One of the more interesting assemblies on a ship model build is the chain-plate assembly.

The chain-plate assemblies and deadeyes were part of the standing rigging of a sailing ship. These were for attaching the lower ends of the shrouds to the side of the ship. The shrouds were the ropes that steadied the masts and held them tightly into place. The ropes of the shrouds went through the holes in the deadeyes. This way they could be periodically tightened without letting up the strain on the masts. Conveniently enough, the shrouds provided a ladder of sorts, ratlines, enabling the sailors to climb to various levels of the masts.

Plates were used by all countries in the early 17th century. Chains then became prevalent until the mid-17th century after which some countries like Britain reverted back to plates. Chain-plates get their name from the old wooden ships that used to use tarred manila or hemp rope in conjunction with dead eyes and lanyards to tension the rigging. Chain-plates could be one of a number of strips of iron, chains, or a combination of iron links and straps. One dead eye would be attached to the end of the stay while the other dead eye would be shackled to a chain or a link which would be connected to a plate that was fastened to the wales (hull). This plate was called the chain.

By using chain-plates and other apparatus of rigging, sailboats are better able to support complex rigging systems and components. The weight of shrouds and other stays on a sailboat are spread across the hull, along the deck, and against framing components through the use of chain-plates and deadeyes. Several holes in the body of a chain-plate allow displacement among several bolts where the chain-plate is attached to the hull.

Construction:

A chain-plate is the thick iron plate bolted to the side of the ship to which the chains and deadeyes are attached. The chain plate and chains normally consisted of 5 parts, the lower deadeye and upper link, a middle link, a toe link, bolts, and a preventer link (or chain plate). The upper link surrounds the lower deadeye, the middle link connects to the upper link on the top and the toe link on the bottom. The toe link is connected to the preventer link. The preventer link was bolted to the outer planking.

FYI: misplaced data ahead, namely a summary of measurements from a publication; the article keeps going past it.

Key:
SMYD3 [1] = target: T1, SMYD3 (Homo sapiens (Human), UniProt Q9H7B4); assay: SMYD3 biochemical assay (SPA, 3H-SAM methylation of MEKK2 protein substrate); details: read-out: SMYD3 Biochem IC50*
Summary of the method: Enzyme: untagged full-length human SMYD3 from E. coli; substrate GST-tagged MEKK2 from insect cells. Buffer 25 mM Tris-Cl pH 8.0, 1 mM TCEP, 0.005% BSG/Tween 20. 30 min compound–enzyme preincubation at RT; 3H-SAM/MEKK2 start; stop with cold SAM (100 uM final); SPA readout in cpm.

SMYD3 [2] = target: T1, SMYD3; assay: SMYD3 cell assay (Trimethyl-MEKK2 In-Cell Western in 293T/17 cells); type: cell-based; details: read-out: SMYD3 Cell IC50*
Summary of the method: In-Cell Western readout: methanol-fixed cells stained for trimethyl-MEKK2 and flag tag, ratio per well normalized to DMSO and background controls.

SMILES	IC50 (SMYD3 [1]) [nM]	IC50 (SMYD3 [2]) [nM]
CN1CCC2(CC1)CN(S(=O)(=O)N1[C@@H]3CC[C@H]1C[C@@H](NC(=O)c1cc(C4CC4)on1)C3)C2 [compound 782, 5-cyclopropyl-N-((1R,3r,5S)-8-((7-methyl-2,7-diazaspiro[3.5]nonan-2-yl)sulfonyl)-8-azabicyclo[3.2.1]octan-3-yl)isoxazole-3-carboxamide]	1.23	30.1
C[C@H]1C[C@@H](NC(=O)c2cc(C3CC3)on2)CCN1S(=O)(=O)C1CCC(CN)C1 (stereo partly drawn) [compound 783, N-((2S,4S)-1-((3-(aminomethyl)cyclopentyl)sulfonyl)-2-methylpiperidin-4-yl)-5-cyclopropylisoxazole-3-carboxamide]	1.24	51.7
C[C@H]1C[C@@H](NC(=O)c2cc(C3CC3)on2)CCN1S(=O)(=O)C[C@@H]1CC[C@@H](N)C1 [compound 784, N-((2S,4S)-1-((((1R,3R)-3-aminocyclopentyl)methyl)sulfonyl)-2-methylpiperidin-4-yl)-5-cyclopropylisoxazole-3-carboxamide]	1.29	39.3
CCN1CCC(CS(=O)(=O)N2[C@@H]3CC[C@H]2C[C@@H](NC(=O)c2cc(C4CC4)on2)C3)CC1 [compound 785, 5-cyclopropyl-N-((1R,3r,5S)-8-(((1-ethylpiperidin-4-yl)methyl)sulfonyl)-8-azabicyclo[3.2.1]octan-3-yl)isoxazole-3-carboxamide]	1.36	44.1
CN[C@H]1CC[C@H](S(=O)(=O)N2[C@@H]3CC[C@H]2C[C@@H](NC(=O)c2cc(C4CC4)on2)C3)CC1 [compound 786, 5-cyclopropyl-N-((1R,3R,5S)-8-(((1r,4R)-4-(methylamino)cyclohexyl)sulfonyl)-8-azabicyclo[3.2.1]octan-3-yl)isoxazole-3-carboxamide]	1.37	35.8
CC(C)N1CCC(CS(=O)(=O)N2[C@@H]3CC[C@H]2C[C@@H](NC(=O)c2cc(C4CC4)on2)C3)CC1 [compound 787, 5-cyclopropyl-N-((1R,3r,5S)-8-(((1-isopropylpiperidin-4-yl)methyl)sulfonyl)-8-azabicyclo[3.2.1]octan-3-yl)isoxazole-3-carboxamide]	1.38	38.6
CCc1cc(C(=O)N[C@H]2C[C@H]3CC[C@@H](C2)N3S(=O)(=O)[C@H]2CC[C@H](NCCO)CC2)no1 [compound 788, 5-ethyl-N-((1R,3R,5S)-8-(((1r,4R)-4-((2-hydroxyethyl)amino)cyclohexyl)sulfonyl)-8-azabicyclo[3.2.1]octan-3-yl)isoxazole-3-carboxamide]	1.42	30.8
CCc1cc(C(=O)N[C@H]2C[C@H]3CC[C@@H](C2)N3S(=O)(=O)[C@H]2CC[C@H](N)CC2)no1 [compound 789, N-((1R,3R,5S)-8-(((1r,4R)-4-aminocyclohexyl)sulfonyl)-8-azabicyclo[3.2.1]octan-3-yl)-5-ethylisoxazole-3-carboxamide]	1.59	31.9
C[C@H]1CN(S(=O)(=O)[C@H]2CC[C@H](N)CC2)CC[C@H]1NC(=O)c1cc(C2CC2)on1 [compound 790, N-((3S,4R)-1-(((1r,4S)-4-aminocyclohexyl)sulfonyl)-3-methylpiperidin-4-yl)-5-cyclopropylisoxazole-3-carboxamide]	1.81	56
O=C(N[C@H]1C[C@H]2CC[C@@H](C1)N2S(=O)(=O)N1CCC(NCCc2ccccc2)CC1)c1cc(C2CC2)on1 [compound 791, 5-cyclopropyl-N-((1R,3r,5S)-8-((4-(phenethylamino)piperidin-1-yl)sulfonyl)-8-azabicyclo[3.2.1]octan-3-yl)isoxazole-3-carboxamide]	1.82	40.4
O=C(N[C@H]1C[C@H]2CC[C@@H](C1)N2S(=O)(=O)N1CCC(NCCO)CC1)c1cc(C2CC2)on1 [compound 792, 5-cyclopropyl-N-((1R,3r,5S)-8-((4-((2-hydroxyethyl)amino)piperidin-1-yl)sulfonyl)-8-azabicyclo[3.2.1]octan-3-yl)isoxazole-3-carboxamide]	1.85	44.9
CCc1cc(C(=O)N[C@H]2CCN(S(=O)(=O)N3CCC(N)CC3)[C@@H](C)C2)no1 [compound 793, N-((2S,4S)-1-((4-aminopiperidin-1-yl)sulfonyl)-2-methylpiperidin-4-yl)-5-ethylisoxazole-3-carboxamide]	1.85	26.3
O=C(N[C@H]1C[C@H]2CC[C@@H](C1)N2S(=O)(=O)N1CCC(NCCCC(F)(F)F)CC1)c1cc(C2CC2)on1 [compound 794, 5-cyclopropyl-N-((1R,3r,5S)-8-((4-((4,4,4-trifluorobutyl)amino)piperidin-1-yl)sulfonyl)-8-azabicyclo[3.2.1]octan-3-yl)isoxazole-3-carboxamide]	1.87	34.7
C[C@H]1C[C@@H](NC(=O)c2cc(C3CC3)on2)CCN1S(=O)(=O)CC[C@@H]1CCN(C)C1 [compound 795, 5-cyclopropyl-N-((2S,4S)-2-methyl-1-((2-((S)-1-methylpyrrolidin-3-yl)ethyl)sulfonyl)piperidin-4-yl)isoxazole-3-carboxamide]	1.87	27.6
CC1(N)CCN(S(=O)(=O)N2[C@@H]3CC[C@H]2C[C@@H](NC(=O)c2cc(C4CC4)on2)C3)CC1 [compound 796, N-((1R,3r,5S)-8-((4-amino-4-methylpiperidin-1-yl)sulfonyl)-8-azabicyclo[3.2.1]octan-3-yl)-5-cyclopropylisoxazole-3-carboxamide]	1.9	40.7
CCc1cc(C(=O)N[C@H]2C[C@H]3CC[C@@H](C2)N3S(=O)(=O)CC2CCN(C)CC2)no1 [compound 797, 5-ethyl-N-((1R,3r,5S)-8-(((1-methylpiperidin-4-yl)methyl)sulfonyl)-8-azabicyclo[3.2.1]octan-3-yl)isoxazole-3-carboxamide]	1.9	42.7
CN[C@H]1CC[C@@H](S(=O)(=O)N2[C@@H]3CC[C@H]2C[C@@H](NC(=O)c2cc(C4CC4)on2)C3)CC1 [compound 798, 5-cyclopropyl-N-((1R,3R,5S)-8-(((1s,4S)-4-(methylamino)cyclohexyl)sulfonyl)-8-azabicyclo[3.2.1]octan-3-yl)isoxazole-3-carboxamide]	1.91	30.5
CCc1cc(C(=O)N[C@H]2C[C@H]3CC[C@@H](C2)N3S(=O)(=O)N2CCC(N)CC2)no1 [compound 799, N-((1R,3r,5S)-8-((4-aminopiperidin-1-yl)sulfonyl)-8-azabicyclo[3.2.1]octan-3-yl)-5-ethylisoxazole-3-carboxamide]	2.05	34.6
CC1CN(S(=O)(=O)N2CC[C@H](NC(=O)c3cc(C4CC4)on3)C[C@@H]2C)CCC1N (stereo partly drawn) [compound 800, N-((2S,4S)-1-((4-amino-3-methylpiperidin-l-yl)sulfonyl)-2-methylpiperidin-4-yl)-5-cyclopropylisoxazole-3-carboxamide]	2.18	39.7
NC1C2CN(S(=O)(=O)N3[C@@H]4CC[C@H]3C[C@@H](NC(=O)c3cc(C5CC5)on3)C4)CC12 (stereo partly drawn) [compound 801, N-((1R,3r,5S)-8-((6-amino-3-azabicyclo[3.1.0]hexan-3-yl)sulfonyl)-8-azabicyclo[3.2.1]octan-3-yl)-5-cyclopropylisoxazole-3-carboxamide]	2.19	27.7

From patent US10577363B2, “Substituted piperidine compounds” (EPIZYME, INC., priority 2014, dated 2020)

The lower dead eye has to be stropped with metal. The length of the loop of the metal on the bottom depends on if you are using plates or chains. Also consider that the channel or chain-wales are used to keep the assembly some distance off of the hull so make sure they are wide enough on your ship model. Interestingly the mizzen mast channel was quite rudimentary and many times did not even exist. If you are using chains, the loop should be long enough to go well below the lower side of the channel and act as the first link in the chain. If you are using plates, the loop just needs to be long enough to hang just below the channel and to allow the plate to hook into it. The ship modeler can form the strop using wire and starting from the bottom of the dead eye and moving up. Start off by creating the loop then fit the wire around the dead eye ending at the top. Drill two small holes in the top of the dead eye and run the ends of the wire into the holes.

The lower deadeye can sit in a slot on the channel, directly on the channel or raised just above the channel depending on which era of ship model you are building. The first chain-plate should be perpendicular to the mast beginning from the bow end and moving towards the stern. The balance of chain-plates should be slightly angled as the assembly moves sternward.

The ship modeler has a number of options when it comes to constructing chain-plate assemblies. Like usual keep in mind the era and nationality of the ship model you are building. If you choose to use a solid piece of metal, regardless of the shape there needs to be at least two holes, one above the other, in order to fasten it onto the wales. And don’t forget to simulate caulking around the bolt holes using drawing ink. The upper middle and toe links can be the same size or vary in length. Often the toe link will be the shortest.



Source by Wray Hodgson

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